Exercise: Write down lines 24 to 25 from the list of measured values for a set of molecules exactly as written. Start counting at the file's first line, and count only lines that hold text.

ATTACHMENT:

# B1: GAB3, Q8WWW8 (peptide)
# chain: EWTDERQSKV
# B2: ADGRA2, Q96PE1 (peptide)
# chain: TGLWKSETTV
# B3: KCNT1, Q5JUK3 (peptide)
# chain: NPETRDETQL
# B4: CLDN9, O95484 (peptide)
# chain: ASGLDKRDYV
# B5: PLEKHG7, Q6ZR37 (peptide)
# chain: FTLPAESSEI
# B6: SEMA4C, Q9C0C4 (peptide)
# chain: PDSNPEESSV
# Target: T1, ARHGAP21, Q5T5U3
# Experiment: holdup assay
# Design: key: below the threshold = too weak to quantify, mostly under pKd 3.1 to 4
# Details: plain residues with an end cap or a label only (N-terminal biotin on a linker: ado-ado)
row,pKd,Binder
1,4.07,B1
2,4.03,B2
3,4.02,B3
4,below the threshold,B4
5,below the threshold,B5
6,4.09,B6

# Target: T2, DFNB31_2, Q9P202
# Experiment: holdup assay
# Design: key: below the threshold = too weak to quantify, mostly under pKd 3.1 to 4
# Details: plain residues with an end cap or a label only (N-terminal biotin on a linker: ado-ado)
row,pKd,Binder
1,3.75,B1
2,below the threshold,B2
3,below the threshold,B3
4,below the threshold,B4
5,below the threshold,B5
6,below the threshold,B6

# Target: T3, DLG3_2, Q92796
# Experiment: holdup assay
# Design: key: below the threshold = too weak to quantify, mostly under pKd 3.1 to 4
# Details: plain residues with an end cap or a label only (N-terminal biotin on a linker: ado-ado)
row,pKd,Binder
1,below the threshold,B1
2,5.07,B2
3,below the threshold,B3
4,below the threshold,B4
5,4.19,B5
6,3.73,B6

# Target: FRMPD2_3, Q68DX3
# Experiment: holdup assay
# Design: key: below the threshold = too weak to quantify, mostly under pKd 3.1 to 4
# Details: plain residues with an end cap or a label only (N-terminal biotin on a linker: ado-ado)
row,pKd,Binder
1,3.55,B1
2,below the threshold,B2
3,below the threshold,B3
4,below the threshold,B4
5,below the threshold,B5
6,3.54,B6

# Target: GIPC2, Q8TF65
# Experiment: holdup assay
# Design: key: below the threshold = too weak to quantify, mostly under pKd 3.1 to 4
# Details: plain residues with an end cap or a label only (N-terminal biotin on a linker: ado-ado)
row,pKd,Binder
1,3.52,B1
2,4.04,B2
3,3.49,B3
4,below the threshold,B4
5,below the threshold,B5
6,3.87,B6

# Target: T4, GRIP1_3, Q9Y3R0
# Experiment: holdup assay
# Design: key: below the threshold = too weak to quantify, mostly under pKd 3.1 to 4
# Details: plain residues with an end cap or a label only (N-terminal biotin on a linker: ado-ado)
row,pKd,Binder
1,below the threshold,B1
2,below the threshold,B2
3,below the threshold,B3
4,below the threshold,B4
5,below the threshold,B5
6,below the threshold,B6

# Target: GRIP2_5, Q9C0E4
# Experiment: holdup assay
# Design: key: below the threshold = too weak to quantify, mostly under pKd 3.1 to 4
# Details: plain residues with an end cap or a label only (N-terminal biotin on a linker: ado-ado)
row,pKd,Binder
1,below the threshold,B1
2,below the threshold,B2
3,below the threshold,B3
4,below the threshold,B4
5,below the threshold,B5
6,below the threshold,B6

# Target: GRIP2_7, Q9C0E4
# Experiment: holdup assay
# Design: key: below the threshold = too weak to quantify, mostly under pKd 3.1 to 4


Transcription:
# Target: T2, DFNB31_2, Q9P202
# Experiment: holdup assay